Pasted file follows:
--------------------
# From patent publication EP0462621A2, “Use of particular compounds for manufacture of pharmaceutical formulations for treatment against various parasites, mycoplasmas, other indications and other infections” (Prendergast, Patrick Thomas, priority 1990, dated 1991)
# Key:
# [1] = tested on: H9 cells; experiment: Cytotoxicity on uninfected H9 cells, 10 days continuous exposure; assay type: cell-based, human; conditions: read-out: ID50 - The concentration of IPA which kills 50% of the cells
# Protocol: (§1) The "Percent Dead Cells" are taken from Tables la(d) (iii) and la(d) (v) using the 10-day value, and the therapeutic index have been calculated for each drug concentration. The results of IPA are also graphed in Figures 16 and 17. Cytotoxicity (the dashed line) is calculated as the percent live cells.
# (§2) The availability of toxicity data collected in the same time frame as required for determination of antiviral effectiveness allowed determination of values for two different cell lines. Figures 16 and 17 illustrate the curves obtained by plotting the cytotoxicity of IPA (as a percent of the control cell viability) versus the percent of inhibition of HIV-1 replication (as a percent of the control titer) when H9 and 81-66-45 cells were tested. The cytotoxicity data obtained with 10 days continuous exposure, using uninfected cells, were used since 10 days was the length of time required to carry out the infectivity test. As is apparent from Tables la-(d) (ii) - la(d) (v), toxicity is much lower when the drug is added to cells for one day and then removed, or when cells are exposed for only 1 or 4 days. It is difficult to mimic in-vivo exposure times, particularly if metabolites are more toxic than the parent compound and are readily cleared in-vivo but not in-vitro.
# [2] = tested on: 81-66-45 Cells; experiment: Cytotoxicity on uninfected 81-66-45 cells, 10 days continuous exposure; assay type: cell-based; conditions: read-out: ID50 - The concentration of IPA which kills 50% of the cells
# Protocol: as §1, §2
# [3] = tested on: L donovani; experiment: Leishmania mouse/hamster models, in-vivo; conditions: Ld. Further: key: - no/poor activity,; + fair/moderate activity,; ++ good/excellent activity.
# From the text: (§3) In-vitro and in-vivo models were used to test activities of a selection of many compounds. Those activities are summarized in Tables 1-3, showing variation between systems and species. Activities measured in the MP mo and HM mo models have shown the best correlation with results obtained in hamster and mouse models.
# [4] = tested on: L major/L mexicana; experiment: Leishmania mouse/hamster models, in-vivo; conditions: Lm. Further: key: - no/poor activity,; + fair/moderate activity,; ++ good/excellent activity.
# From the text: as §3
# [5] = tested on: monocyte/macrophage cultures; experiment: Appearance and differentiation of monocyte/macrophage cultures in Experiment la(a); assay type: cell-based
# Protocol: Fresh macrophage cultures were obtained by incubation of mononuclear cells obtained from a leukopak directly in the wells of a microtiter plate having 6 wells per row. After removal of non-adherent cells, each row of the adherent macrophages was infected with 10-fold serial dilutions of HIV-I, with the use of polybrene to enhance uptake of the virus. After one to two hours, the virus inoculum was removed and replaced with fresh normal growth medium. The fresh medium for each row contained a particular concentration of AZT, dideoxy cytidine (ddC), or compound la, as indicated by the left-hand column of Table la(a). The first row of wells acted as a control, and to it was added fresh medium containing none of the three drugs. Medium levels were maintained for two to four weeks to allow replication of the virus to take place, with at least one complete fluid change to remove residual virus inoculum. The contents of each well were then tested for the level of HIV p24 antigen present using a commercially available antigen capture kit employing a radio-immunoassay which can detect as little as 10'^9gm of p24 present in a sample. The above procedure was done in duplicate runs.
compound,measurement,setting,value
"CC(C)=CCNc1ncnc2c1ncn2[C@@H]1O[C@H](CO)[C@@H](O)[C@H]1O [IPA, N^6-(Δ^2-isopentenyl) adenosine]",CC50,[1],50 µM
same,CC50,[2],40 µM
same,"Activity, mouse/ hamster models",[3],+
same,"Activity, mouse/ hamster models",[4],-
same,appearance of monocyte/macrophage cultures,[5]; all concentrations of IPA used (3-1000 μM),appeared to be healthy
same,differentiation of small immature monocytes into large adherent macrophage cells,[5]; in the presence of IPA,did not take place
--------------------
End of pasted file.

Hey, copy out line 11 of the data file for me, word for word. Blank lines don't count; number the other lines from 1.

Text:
# From the text: as §3